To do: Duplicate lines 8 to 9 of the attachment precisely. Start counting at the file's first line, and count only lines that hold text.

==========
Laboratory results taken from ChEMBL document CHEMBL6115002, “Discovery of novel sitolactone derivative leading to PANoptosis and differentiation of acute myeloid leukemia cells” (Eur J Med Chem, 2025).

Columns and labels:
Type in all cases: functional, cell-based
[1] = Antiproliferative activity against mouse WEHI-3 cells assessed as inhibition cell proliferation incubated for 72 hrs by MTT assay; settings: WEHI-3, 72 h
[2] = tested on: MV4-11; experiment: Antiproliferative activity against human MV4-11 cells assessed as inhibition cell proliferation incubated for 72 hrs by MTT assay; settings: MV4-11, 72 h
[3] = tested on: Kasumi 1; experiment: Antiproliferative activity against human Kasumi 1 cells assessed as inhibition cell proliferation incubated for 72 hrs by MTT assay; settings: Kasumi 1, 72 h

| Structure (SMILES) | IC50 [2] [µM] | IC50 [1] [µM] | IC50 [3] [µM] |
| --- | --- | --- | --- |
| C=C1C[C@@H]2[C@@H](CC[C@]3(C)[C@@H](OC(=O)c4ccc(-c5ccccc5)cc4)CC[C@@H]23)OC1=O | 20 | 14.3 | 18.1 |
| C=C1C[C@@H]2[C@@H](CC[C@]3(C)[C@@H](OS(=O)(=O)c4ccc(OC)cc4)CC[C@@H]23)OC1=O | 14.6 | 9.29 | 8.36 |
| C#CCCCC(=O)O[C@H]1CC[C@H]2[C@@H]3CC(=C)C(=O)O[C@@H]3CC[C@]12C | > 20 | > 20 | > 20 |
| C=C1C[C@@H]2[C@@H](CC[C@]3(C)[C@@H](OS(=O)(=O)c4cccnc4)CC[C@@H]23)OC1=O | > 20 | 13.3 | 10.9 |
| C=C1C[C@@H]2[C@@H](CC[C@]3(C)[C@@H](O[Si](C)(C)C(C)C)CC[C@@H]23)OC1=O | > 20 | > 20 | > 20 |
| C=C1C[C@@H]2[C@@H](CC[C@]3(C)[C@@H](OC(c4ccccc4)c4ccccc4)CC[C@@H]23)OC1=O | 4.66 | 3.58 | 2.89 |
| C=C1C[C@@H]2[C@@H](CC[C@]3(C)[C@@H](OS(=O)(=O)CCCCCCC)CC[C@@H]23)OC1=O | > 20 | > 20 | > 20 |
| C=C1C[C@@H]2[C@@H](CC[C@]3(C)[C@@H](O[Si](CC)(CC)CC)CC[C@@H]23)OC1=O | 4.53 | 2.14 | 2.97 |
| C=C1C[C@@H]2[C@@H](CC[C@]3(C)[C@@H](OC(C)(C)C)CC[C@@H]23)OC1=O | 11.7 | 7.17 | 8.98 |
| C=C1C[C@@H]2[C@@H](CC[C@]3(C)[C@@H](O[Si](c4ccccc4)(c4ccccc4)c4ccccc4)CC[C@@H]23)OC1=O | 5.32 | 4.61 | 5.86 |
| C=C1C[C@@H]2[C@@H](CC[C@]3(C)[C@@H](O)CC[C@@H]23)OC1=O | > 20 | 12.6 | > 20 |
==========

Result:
| --- | --- | --- | --- |
| C=C1C[C@@H]2[C@@H](CC[C@]3(C)[C@@H](OC(=O)c4ccc(-c5ccccc5)cc4)CC[C@@H]23)OC1=O | 20 | 14.3 | 18.1 |